Since winning 2011's Australian Music Prize, the Jezabels appear ready to take on the world. The Sydney-based quartet won the coveted title for its debut LP "Prisoner," a slick collection of rock songs that's gotten the band acquainted with some of Australia's most famous musical talents.
" Gotye was sleeping in my bed when I wasn't there because he's good friends with my flatmate," reminisces frontwoman Hayley Mary, whose own set of powerful vocals serve as a centerpiece for the band's anthemic alt rock.
Along with guitarist Samuel Lockwood, pianist/keyboardist Heather Shannon, and drummer Nik Kaloper, the Jezabels formed in 2007 at the University of Sydney. Their first big connection was with charismatic producer Lachlan Mitchell, a friend of their manager's who guided them through their first three EPs. Early live staples like "Be a Star" and "Easy to Love" gained them exposure as a D.I.Y. act, as did local showcases in Brisbane and Sydney, and American slots at CMJ Music Marathon and SXSW. Despite the attention of industry executives like Seymour Stein, the band has skillfully progressed on its own.
"We're independent in Australia and we always have been," says Shannon. "That allowed us to come here (to the United States) and play gigs and sort of start out on our own terms."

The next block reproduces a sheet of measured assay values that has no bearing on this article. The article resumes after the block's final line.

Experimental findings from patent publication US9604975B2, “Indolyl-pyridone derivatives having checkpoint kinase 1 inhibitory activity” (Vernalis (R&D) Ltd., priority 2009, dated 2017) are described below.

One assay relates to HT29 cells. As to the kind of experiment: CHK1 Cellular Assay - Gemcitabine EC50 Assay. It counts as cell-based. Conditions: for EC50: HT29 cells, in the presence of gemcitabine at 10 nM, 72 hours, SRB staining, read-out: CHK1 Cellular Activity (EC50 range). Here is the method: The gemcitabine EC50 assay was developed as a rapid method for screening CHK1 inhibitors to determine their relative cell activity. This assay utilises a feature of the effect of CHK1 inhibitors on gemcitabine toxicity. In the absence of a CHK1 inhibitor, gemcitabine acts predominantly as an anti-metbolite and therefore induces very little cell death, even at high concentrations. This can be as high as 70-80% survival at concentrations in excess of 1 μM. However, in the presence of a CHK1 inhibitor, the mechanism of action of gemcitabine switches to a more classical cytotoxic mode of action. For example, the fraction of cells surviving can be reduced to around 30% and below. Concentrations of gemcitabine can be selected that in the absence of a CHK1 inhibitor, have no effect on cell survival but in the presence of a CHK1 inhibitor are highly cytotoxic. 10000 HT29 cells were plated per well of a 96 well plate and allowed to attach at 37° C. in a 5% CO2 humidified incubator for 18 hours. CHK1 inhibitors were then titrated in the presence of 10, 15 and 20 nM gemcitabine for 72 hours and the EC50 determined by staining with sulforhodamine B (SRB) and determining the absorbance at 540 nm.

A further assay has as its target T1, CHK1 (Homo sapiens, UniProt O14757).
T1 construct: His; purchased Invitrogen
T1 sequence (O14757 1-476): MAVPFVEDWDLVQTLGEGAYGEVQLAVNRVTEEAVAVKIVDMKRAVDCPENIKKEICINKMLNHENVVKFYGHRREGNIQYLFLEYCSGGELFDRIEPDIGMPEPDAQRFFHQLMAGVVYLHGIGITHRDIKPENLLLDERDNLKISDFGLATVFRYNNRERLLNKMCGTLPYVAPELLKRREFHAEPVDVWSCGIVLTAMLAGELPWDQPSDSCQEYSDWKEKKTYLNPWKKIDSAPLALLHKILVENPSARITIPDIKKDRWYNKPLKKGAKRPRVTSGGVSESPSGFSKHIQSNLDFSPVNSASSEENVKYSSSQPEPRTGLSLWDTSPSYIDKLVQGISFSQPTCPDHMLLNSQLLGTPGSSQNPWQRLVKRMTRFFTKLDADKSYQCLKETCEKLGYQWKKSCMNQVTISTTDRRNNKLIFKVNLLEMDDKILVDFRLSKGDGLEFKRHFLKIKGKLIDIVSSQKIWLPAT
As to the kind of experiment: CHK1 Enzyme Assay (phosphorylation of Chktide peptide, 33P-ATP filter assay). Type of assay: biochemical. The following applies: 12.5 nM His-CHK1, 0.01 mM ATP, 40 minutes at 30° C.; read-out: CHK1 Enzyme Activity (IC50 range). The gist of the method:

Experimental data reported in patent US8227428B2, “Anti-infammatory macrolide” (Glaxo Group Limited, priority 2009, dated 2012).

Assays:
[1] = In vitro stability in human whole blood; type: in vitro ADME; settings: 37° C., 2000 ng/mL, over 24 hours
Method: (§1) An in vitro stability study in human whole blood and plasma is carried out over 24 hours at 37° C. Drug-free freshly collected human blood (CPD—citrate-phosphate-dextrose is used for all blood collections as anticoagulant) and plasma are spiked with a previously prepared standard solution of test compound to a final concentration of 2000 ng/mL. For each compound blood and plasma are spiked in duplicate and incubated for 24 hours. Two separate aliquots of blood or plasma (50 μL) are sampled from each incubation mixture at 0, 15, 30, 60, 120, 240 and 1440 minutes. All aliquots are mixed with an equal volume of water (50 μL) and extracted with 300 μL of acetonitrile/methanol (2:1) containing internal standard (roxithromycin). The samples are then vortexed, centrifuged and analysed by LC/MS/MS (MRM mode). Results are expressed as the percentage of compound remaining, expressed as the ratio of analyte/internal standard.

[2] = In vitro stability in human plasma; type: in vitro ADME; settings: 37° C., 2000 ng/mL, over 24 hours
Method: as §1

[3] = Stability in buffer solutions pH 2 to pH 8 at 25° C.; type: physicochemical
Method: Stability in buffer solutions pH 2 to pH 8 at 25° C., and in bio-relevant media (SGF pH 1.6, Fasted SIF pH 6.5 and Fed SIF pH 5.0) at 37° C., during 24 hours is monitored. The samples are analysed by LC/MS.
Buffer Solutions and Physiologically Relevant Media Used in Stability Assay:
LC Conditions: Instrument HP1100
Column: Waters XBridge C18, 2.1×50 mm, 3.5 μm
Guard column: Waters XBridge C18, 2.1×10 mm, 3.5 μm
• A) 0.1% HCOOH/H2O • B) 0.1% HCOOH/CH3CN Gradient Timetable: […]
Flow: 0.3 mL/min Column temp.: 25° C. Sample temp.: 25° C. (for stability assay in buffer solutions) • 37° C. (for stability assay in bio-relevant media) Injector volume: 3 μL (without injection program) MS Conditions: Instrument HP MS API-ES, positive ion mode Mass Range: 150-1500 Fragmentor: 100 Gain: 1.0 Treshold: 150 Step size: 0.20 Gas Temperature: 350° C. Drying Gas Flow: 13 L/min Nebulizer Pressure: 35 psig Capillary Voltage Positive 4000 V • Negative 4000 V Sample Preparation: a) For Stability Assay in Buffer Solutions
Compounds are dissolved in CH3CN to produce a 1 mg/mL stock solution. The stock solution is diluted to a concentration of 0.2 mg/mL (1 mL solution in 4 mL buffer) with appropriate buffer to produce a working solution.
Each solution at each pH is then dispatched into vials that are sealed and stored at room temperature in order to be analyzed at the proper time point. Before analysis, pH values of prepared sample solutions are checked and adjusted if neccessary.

For their debut LP, 2011's 'Prisoner,' sticking with Mitchell as a producer was a no-brainer according to Nik Kaloper:
"We thought, well, it's been so good up until now, let's not risk it and try to do something different. We all wanted to hang out with Lachland, anyway. He's a life coach as well as a music coach."
"It's a wonderful feeling and we obviously feel very encouraged by it," says Kaloper. "We want to live up to whatever it is these people see in us. It felt very encouraging and quite humbling."
The success of 'Prisoner' has made the band regulars on the worldwide festival circuit. Summer 2012 included stops at Chicago's Lollapalooza, New York's Governor's Ball, Scotland's T in the Park, and Montreal's Osheaga. The final months of 2012 include a multitude of gigs across North America and Europe, though for the band, the positive energy of a summer fest is tough to top.
"I love the feeling of playing to people who've never heard us before," says Lockwood. In the near future, the Jezabels figure to be doing plenty of that.